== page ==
Since the start of May, I’ve been tasting and choosing the best teas of the season from Japan. They’re called Ichibanchas because they’re the first to be harvested in the year. Japanese teas come from the regions of Shizuoka and Uji, and in the south of the archipelago. In the north of the country, the tea plant grown everywhere is Yabukita, whereas in the south, with its warmer climate, less Yabukita is grown. For example, here, near Kagoshima, the Yutaka Midori cultivar dominates, and represents nearly 60% of production.
There are endless ways to use tea in cooking. For example, why not sprinkle it over food like a spice? Here, the aromatic, toasted, delicately woody and fruity notes of Jejudo Grand Oolong Impérial bring an exotic touch and a hint of crunch to this delicious burrata cheese. Sprinkle the tea over it and leave it in some green olive oil in the fridge for a couple of days. Enjoy it the Italian way: not too cold, as you sometimes see it served, but at a temperature of 20° to 22°C. To accompany it, infuse the same Korean tea in water at room temperature for 30 minutes and serve in small glasses such as vodka glasses.
My work has changed a lot in the past 30 years. Before, I would select teas, and then we had to get them here as quickly as possible if they were Grands Crus – we called them “rare and ephemeral”. I would visit every farm, of course, but that’s where the work ended.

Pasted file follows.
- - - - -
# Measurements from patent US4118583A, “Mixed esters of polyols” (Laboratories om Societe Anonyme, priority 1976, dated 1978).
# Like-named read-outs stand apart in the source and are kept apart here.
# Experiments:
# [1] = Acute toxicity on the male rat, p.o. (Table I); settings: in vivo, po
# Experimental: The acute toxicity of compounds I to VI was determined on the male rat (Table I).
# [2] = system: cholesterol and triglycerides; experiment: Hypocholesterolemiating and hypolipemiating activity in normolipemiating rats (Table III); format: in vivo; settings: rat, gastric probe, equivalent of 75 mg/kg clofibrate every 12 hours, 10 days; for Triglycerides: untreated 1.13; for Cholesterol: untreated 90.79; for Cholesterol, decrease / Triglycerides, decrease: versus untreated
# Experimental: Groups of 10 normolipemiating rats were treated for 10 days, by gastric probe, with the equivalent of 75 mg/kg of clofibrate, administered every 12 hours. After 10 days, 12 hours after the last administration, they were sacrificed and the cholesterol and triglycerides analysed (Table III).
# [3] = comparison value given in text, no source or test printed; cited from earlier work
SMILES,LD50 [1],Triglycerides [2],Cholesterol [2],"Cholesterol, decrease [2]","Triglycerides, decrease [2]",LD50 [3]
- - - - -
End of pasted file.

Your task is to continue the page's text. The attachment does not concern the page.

Today, our demands – and I’m talking about our own demands just as much as our customers’ – in terms of health, food safety and environmental respect, are so much higher. It’s no longer enough to find teas that are remarkable for their gastronomic qualities. They must also meet strict standards – happily, European standards are the strictest in the world. Food safety is better. Flavour and health have become inseparable, for which I’m grateful. Then it’s up to me to make sure you can taste these rare teas as soon after harvest as possible.
I mostly travel alone. I depart alone, I return alone. This solitude encourages me to approach others. I’m more easily accepted by them, to be among them. Alone, you open up to others. We all need other people. Without a travel companion, you make more of an effort to adopt the culture of the people you meet. Alone, you’re more vulnerable, more permeable, more receptive. And that’s a good thing, because I travel to listen.